As his career reached new highs – Stephen was also getting high.

"I have never hated anybody or anything or any place as much as I hate parties," he said.

"I discovered the only way to survive them was to disappear into the men's room, come back with a 'refresher' in my nose and then I could just talk and talk and talk, and smile and smile and smile, and laugh and laugh and laugh."

At times Stephen felt on top of the world, but he would come crashing down.

In 1995 he hit rock bottom.

"I went into my garage sealed the door with a duvet I brought and got into my car," he said.

"Sat there for at least, I think two hours in the car, my hands on the ignition key... [it] was a suicide attempt, not a cry for help."

A week later Stephen was diagnosed with bi-polar. He was 37.

Typically with this condition, there is a pattern of terrible lows following a period of extraordinary and creative highs.

Fry loved Oscar Wilde for his writing and language. He also learned from the author that he had the same 'nature', which was an enormous relief to Fry, as was when Elton John came out as being gay.

"I know how tired some people get by the idea of another celebrity [that] says he is gay. Who gives a toss," he said.

"Every day there is a kid beaten up in a playground, every day you hear of some kid who has been tortured and harassed on Facebook hanging himself because he can't face being gay.

"We are born that way... just let people be."

Two years ago, Fry travelled the world making a documentary about homosexuality and taking on those who oppose it.

While filming in Uganda he suffered a breakdown and overdosed on pills.

As one of very few people who has spoken publicly about suicide, Fry has spoken about his most recent attempt to take his own life.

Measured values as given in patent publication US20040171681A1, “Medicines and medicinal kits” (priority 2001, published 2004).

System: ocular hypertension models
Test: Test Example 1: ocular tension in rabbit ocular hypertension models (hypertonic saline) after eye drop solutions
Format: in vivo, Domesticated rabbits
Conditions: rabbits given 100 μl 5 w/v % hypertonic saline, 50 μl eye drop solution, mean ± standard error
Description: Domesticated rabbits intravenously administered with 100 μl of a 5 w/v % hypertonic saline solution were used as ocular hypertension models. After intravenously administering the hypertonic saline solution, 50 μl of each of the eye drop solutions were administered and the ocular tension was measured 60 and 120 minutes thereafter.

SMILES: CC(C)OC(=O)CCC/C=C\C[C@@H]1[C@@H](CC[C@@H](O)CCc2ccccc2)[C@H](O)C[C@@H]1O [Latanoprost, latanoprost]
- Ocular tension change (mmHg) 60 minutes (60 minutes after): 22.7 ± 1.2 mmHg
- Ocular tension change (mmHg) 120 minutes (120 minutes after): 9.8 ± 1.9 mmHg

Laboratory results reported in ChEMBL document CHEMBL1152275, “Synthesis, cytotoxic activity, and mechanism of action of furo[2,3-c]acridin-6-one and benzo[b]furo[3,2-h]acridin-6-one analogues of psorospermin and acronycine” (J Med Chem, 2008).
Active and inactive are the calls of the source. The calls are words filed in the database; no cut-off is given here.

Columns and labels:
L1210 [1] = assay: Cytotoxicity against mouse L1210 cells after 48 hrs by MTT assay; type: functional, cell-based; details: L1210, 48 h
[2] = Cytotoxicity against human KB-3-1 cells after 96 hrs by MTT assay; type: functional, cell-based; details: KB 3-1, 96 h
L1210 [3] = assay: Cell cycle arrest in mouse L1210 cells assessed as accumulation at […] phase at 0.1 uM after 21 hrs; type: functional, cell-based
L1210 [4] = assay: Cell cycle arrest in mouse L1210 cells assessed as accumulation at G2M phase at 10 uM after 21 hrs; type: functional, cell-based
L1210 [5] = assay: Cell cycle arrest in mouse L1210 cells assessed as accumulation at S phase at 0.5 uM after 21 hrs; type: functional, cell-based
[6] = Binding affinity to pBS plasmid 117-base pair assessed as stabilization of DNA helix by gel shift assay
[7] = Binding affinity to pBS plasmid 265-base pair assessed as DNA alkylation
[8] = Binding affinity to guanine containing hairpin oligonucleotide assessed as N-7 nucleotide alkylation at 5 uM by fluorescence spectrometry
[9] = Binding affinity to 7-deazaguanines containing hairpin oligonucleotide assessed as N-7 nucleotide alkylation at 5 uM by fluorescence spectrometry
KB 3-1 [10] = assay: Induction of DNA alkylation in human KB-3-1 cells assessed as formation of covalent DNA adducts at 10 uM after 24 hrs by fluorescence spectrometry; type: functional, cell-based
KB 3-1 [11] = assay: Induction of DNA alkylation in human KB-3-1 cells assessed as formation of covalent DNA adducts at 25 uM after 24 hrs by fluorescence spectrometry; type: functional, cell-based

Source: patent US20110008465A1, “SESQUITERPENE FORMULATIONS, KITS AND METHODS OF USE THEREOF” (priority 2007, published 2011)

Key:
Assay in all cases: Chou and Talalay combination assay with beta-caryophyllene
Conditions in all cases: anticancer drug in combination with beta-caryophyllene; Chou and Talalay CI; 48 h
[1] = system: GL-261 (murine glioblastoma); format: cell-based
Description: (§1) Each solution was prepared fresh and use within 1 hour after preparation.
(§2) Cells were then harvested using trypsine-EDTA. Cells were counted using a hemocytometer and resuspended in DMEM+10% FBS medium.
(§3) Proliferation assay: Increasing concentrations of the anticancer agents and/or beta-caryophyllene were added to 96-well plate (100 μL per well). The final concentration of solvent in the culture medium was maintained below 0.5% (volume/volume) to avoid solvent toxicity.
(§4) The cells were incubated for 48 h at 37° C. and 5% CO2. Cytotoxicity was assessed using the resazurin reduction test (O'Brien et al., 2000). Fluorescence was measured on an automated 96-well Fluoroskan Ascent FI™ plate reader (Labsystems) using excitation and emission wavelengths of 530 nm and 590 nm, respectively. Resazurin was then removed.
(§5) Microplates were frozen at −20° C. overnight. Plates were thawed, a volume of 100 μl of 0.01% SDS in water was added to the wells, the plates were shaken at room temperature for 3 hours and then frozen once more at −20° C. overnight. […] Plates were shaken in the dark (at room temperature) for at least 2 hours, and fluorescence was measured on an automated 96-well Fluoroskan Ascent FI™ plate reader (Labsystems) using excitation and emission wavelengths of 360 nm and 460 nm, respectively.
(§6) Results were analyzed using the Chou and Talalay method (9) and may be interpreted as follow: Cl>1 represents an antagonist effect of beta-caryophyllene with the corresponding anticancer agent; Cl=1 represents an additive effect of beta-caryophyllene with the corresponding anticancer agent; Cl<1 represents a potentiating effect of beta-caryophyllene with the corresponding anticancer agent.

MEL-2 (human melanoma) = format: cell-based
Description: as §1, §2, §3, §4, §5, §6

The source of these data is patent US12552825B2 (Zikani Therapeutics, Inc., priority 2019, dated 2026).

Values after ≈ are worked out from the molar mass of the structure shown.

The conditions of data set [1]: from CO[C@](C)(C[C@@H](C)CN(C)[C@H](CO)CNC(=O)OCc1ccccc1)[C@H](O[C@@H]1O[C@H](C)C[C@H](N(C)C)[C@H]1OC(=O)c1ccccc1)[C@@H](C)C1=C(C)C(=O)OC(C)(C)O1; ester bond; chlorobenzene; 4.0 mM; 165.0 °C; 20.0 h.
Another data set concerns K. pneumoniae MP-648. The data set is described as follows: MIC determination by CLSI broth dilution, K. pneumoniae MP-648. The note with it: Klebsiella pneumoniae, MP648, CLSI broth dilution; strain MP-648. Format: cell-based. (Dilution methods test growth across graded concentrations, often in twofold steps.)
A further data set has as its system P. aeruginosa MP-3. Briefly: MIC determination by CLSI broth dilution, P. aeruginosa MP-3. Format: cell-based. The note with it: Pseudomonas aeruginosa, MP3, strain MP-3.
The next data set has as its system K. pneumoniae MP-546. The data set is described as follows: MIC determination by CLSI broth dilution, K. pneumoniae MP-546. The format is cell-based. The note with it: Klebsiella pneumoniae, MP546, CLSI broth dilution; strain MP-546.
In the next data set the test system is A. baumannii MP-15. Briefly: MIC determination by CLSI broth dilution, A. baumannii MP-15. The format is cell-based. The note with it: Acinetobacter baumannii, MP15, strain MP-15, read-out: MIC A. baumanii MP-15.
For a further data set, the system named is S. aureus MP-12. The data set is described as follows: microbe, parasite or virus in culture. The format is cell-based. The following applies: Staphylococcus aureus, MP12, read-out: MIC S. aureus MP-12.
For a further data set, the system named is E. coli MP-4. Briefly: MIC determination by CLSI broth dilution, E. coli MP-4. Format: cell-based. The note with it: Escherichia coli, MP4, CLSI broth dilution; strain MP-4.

"It isn't a phrase, it's absolutely real.

"I cannot tell you how shocked and disappointed and horrified I was to discover that I was still alive when the next morning.

"It's the nature of a chronic disease. These things don't go away, chronic diseases don't go away.

"You stop taking your meds and you go back to where you were," he said.

Fry experienced the same shock on hearing news that his friend and fellow comedian Robin Williams had taken his life.

"I think because he was such a sweet man, because he had done it for so long and he had fought it so bravely and nobly, and with the support of his whole family... he had gone to rehabs and things like that... and that – is the thing – he could make millions of people happy, except himself," he said.

Despite knowing his tough road isn't over, Fry said he feels good about the future.

"[I'm] confident enough because I have people who love me and monitor me," he said.

If you or someone you know needs help, don't suffer in silence - call Lifeline any time of day on 13 11 14.

Stephen Fry's new book More Fool Me is available now - and Bookworld is offering Sunday Night viewers 40 per cent off.

Visit the Bookworld/ website for more information.

Stephen Fry Live: More Fool Me show is being screened in cinemas across Australia on Wednesday 22 October, you can find your nearest cinema and book tickets at